Manowar‘s 2007 release “Gods of War” is alternately laughable, despicable, powerful, and pathetic. A band that took all of the satirical fictional excess of Spinal Tap and made a career of trumping it, this is not new territory for them at all. It’s amazing that they’re still capable of displaying the same level of clichéd raw and brutal intensity on the same tired and trite themes of blood, death, and warrior prowess 25 years after their first album. It’s also awesome.
In their storied past, Manowar has set Guinness records (Loudest Musical Performance, 1984) and promoted misogyny with lyrics even Spinal Tap would shy away from (see “Pleasure Slave“). Throughout it all, the one constant has been music that revolved around the brotherhood of fighting men in terms simultaneously epic and stupid. “Gods of War” is more of the same. The packaging features caricatured, cartoony Viking warriors in all their impractically-armored-glory, ravishing topless women and defying demons. They even went so far as to do all of the lyrics in runes. For the slavishly devoted/overly bored, there is a key for translating the characters into the Roman alphabet at the end of the CD booklet.
“Cartoony” is a word that describes their lyrics as much as it describes their cover-art. Manowar’s universe is very simple. The gods put men here to fight and die. Glory and virtue stem only from blood and honor on the battlefield, and the ultimate gift a man can ask for is to die in battle and be whisked away to Valhalla, where they can… die in battle. Again. And again. And again.
Like I said, it’s very simple.
I can’t tell if this album is multi-faceted and deep, or the most retarded thing I’ve ever encountered. I suspect it is both. There are three sorts of songs: sweeping, grandiose instrumentals, spoken-word narrative tracks (including “Blood of Odin,” a biography of the chief Nordic god, and the first quarter of “Sleipnir,” a biography of his horse), and fist-in-the-air, heart-pumping metal. Technically there’s one ballad about friendship, but it’s… well, it’s really bad. No redeeming characteristics whatsoever, outside of the tears of laughter to which listeners can’t help but be reduced. I feel kinda bad for Manowar whenever I listen to it, so I tend to just skip it.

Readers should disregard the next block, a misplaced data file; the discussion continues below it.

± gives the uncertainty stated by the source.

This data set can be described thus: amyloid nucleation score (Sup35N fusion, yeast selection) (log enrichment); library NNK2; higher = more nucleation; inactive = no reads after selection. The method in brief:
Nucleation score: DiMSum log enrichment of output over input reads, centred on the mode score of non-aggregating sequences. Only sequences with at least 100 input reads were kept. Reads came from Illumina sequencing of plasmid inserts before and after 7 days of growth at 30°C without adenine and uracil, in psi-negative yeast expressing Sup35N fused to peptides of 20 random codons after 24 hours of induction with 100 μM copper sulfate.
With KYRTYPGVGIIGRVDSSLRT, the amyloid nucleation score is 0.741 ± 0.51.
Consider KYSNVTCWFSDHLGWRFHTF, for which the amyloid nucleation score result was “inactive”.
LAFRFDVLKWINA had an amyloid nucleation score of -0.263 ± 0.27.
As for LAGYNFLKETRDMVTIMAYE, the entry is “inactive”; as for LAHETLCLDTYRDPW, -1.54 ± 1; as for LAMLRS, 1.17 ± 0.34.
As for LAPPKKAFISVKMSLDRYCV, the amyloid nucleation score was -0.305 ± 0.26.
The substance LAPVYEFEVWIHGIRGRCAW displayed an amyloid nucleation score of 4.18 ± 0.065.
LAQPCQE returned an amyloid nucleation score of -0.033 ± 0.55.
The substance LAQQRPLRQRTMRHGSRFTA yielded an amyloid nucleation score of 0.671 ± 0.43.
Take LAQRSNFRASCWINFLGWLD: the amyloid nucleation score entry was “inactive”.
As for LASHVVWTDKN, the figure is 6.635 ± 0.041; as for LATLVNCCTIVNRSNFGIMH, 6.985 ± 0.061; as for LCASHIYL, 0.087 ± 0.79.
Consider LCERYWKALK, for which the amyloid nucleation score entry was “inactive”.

The instrumentals are competent but show no virtuosity or even heart; they remind one of nothing so-much as the sort of music that plays during the credit-sequences for low-budget fantasy flicks from the days when the world still made low-budget fantasy flicks. The narrative-tracks all revolve around Norse themes, with the latter half of the album (from “Blood of Odin” on) consisting of the tale of the Sons of Odin, who were gifted by Odin with the “Berserker rage” so that they could slaughter all their foes on the battlefield despite being outnumbered thousands-to-one.
But you listen to a Manowar album for the METAL and that’s both good and bad on Gods of War–the number of tracks that feature rousing guitar riffs, tight drums, and epically sung lyrics are few in number. Of the 15+1 tracks, there are eight tracks which contain parts that are “metal”–the rest are either boring instrumentals or narrative spoken-word songs.
Whenever they break into the metal, however, you forget about the doldrum-like dreck you had been hearing, and live in the beautifully pure, heavy-guitar-filled moment of METAL that is the reason, like I said, you listen to a Manowar album. When they’re good, they’re really good. The crisp simplicity and raw power of the music somehow imbues their unbelievable lyrics with a tinge of believability after all, making it possible to just revel in the awesomeness for the duration of the track.
All things considered, this is a pretty weak album. But the moments of brilliance that shine through make it absolutely worth owning for aficionados of old-school metal. If you want music you can take seriously, that will move you to contemplate the meaning of life, the universe, and everything… if you want music that speaks to your soul, assuages your insecurities, and reminds you that you are not alone… well, you’d best go elsewhere. This is not that music. Manowar doesn’t make that kind of music. But if you’re looking for balls-to-the-wall METAL in all its glory, with magic and lightning and fire and blood and swords and gods and epic battlefields, you’re in the right place. It sort of feels like Tolkien for the lobotomized.
Author’s Note: No mention of women whatsoever on the whole album. Presumably, they had issues getting laid after women heard “Pleasure Slave” and decided that they’d best just keep their mouths shut about the better-halves of the world. So you can rest assured that if you purchase Gods of War you will not be exposed to any vitriolic woman-hating. Just if you were wondering, y’know.